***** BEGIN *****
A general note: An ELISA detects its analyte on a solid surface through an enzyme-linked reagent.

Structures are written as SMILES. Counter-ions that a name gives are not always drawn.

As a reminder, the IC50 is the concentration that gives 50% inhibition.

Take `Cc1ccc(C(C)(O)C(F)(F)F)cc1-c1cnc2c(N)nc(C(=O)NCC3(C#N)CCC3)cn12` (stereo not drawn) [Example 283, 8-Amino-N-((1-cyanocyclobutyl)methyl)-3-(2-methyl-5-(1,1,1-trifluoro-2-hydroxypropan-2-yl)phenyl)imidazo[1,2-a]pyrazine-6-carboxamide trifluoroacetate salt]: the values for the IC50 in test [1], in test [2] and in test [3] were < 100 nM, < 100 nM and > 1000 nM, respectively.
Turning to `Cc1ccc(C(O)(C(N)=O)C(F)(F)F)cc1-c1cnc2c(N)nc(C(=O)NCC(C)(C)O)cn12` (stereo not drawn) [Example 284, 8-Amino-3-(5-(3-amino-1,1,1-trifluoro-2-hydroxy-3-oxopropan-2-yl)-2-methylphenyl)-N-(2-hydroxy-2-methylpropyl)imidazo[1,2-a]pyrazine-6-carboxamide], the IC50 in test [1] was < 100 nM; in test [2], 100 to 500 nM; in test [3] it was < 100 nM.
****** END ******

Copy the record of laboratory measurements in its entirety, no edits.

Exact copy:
A general note: An ELISA detects its analyte on a solid surface through an enzyme-linked reagent.

Structures are written as SMILES. Counter-ions that a name gives are not always drawn.

As a reminder, the IC50 is the concentration that gives 50% inhibition.

Take `Cc1ccc(C(C)(O)C(F)(F)F)cc1-c1cnc2c(N)nc(C(=O)NCC3(C#N)CCC3)cn12` (stereo not drawn) [Example 283, 8-Amino-N-((1-cyanocyclobutyl)methyl)-3-(2-methyl-5-(1,1,1-trifluoro-2-hydroxypropan-2-yl)phenyl)imidazo[1,2-a]pyrazine-6-carboxamide trifluoroacetate salt]: the values for the IC50 in test [1], in test [2] and in test [3] were < 100 nM, < 100 nM and > 1000 nM, respectively.
Turning to `Cc1ccc(C(O)(C(N)=O)C(F)(F)F)cc1-c1cnc2c(N)nc(C(=O)NCC(C)(C)O)cn12` (stereo not drawn) [Example 284, 8-Amino-3-(5-(3-amino-1,1,1-trifluoro-2-hydroxy-3-oxopropan-2-yl)-2-methylphenyl)-N-(2-hydroxy-2-methylpropyl)imidazo[1,2-a]pyrazine-6-carboxamide], the IC50 in test [1] was < 100 nM; in test [2], 100 to 500 nM; in test [3] it was < 100 nM.